‘Kalpah’ Awarded As One Of The ‘Most Innovative Startups’ in AP

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kalpah

Vision in your hands!

Digital healthcare is the latest thing entrepreneurs in India seem to be leaning towards. Yo! Vizag meets a start-up that is changing the face of Indian healthcare, one app at a time.

A biomedical engineer by profession, Udaya Yayati wanted to find solutions for the limitations and difficulties the healthcare market faced; despite the major advances in medical sciences. The area he wanted to work on was ophthalmology. After three years of consultations, tying up with researchers and high-end medical establishments, his company Kalpah has created an app that can detect the onset of glaucoma.

Working for prominent healthcare institutes in Germany and Finland provided Udaya the experience and medical research contacts he required. Kalpah is now tied up with analysts in India, Brussels and Germany for developing retinal algorithms and to get a better understanding of the priorities that need to be addressed. The research is conceptual, but Kalpah serves to be a platform that brings an abstract idea to prototype and later, offer it to the society at an affordable price.

 

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“We think the eye is the future of biomedical engineering. With an image of the retina there are possibilities of being able to determine what affects the body!”

In addition to Udaya; the core members of the team include Sachin who handles design and marketing, a professor who doubles as a mentor, a PhD student converting retinal algorithms into computational data, two programmers, and four doctors – one each from ESI, AIMS, Medanta and one with a private practice. Their first task was to collaborate with a university in Vijayawada for research on Diabetic Retinopathy. Crores of people in India, who are affected by the disease, fail to recognise the symptoms. It is most often mistaken to be an alteration in eyesight and if left untreated, it can result in the loss of eyesight. Kalpah’s app is created such that any paramedic from even the remotest government vision centres in rural areas can use it to diagnose Diabetic Retinopathy and suggest appropriate treatment.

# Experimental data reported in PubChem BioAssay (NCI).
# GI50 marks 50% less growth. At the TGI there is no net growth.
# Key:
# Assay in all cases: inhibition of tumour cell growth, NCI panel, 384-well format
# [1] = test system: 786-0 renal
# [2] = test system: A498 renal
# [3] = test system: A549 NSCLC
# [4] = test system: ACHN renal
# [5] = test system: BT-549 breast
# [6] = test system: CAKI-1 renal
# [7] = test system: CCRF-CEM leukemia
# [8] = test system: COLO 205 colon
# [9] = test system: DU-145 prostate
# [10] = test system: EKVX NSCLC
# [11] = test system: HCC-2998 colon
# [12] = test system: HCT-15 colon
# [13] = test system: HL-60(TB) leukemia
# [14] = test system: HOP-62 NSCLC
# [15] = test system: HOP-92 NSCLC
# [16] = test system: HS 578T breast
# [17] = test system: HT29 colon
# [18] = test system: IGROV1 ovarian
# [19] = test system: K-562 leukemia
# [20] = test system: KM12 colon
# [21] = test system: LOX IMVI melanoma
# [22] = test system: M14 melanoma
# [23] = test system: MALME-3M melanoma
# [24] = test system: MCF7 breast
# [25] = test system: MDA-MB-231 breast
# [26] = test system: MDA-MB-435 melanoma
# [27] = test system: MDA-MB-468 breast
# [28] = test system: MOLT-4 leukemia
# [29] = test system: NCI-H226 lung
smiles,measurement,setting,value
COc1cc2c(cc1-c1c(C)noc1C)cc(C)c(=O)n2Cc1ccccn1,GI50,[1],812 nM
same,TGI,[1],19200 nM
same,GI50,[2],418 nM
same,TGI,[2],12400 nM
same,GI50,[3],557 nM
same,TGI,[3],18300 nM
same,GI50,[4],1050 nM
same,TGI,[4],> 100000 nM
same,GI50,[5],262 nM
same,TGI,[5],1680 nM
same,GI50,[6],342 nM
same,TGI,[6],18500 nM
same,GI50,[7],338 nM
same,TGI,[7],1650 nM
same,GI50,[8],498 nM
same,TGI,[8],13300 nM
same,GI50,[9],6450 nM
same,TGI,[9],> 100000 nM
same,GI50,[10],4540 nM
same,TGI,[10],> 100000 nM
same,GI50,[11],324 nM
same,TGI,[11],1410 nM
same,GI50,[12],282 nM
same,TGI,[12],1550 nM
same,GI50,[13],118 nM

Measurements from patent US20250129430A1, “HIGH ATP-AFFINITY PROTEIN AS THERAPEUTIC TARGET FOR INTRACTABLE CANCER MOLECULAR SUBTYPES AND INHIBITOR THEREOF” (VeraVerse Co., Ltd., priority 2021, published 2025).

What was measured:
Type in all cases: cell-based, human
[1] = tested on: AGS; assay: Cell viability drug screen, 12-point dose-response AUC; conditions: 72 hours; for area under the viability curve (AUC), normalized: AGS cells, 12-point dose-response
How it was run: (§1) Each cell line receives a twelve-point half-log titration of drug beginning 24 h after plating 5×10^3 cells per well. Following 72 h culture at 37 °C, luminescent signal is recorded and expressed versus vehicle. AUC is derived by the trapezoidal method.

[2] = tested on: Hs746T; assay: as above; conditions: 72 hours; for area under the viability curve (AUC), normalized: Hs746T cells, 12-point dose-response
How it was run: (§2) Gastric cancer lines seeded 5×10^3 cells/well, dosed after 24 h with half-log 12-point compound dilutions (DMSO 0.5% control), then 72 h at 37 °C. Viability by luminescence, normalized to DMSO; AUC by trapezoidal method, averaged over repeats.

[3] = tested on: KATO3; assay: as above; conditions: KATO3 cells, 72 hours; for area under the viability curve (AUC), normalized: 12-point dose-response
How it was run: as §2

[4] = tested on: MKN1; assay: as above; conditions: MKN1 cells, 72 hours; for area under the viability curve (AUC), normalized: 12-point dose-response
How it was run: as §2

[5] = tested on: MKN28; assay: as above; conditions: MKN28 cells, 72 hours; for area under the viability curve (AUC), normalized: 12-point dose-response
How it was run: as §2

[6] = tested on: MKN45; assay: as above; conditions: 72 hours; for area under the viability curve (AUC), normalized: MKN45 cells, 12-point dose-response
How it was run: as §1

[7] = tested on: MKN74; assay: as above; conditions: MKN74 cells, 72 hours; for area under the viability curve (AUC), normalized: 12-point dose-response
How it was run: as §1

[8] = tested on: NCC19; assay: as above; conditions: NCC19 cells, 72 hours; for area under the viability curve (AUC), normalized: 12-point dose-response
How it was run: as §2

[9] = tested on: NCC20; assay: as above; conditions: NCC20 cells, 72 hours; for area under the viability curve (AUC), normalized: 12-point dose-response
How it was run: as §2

The same applies for the app that detects glaucoma. Kalpah has much more lined up, with their research indicating that the eye is a window to all diseases. There is even the possibility of detecting stroke and onset of HIV through the retina. They are presently working on a digital pathology app and on an app for the Finnish government to detect ear infections. Udaya and his team believe the eye to be the future of biomedical engineering. There are plans to launch Kalpah Cloud by 2017, which will help them realise their vision of imaging the retina to determine what affects the body. With their sights set high, we at Yo! wish them the best with their endeavours.

 

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